Saturday, 24 April 2010
I have enjoyed the comments from a new person on my blog who is an atheist. I am feeling a bit ashamed because I feel he is kind and compassionate about people with faith and wishes to interact, whereas when I was an atheist I was far from this.
I became an atheist in church, ironically. Up until this point I had absolutely no inkling of anyone believing in any type of god. However, my parents were posted abroad (apparently they preferred church abroad) and so, aged seven, I got dragged along to this awful place, where I had the choice of being bored in church or having more school in the form of Sunday School (which I hated with a passion). Hence, I chose the former. I listened intently to the sermons, and after the third one decided that it was rubbish. As I remember it, the first sermon said we all had gifts, and I couldn't think of anything I was good at except causing much hilarity by being teased at school. The second sermon said God had a plan for our lives, and hence I concluded that God was a pretty nasty piece of work and had from the beginning of time planned that I would be bullied at school. The third sermon, though, was the killer. It said that God loved me. What a joke. My life was so full of cruelty and so miserable, and there was a God of love???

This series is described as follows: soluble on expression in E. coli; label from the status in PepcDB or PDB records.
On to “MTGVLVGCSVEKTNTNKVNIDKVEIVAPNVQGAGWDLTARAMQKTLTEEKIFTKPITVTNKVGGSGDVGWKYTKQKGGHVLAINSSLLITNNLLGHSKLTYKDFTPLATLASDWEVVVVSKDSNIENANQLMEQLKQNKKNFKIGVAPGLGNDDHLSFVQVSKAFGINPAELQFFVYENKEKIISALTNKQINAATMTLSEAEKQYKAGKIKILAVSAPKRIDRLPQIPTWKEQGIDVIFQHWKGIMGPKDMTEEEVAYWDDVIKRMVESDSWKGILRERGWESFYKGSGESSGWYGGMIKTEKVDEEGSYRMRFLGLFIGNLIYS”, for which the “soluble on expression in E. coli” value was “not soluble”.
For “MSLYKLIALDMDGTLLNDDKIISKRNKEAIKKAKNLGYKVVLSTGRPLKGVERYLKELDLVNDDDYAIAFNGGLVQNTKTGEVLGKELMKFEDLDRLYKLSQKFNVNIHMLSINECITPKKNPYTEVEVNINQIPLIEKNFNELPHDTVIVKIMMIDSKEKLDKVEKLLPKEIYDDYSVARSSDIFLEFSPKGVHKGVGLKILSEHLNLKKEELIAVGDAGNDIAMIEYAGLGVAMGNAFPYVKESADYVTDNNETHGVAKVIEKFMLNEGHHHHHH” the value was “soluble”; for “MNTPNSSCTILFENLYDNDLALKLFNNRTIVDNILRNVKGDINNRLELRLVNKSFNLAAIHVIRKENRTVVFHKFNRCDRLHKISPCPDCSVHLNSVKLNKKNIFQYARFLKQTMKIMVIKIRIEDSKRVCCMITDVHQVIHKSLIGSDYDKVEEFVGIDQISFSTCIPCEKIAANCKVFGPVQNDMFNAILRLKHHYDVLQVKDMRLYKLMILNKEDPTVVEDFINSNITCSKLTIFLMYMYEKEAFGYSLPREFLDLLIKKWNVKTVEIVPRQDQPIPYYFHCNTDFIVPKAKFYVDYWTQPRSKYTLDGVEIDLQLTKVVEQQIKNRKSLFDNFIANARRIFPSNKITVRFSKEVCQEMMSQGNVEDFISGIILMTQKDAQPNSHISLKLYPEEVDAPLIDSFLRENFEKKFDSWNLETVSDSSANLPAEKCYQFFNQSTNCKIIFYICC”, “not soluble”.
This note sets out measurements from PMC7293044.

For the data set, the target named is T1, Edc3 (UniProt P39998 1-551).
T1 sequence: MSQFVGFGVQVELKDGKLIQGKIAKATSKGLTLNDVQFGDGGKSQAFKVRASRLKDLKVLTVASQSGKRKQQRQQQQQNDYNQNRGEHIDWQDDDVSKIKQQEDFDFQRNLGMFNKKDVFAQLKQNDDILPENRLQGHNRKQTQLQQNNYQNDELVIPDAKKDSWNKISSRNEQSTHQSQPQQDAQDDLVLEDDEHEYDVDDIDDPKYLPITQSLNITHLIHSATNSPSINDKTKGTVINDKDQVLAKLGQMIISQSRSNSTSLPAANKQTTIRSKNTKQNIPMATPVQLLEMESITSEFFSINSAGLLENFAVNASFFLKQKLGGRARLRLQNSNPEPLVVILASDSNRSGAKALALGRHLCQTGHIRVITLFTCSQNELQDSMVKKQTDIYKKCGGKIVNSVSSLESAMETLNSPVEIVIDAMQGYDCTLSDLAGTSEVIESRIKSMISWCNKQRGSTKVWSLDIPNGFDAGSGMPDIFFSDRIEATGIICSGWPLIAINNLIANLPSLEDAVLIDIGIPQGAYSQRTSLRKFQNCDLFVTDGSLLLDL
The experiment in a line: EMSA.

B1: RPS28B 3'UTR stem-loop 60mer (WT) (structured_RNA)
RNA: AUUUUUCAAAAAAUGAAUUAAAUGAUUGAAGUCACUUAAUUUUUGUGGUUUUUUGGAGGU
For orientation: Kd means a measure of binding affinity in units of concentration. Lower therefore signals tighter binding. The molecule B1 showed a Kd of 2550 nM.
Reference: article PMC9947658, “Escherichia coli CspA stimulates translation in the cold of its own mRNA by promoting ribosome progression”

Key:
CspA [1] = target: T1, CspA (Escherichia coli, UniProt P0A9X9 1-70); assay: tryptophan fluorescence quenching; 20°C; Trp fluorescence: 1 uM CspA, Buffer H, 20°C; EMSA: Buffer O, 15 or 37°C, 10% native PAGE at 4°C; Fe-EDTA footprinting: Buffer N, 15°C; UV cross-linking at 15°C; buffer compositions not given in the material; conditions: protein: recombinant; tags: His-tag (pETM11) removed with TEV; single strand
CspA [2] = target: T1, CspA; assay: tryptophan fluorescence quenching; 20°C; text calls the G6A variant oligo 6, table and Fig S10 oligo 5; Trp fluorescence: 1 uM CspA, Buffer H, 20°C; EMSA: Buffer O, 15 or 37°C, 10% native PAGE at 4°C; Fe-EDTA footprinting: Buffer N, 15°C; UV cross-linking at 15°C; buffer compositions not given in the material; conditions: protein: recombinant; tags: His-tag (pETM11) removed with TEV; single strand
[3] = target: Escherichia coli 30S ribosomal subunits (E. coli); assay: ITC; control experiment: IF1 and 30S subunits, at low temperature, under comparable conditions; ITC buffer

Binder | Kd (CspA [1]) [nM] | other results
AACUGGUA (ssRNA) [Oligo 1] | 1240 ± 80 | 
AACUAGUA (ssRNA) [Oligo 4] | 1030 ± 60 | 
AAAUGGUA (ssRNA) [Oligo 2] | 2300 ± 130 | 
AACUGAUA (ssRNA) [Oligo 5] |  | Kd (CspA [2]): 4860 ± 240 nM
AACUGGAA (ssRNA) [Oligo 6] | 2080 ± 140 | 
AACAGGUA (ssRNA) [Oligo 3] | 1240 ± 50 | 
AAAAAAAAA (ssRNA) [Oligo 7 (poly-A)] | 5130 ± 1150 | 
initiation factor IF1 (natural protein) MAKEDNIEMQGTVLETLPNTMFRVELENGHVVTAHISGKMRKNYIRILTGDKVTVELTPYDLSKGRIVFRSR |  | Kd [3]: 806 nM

I think I became a pretty bitter atheist, I hated the idea that others used faith to prop themselves up and not face up to the harsh realities of life. As time went on I would take people's faith to pieces if I could, with much contempt and scorn. I never lost an argument, after all there is never any real proof with faith. C.S.Lewis has already claimed the place of being the most dejected and reluctant convert in all Christendom. I would like to claim second place, it really was embarrassing. When I was an atheist I felt superior, felt like those who needed a faith were weaker than me, I felt logical, clear, modern, rational, all of that went once I was converted.
There is some discussion about famous atheists like Richard Dawkins, and I guess it is difficult to get a good public discussion going about faith when there are so may extreme views. I think sometimes the put downs from atheists can cause those with faith to feel intimidated, perhaps the same is true the other way round. I shared a common room with Richard Dawkins for three years and found him to be kind, gentle and interesting. I also met other atheists at that time who I found to be arrogant and scathing. I suppose the same is true of people of faith.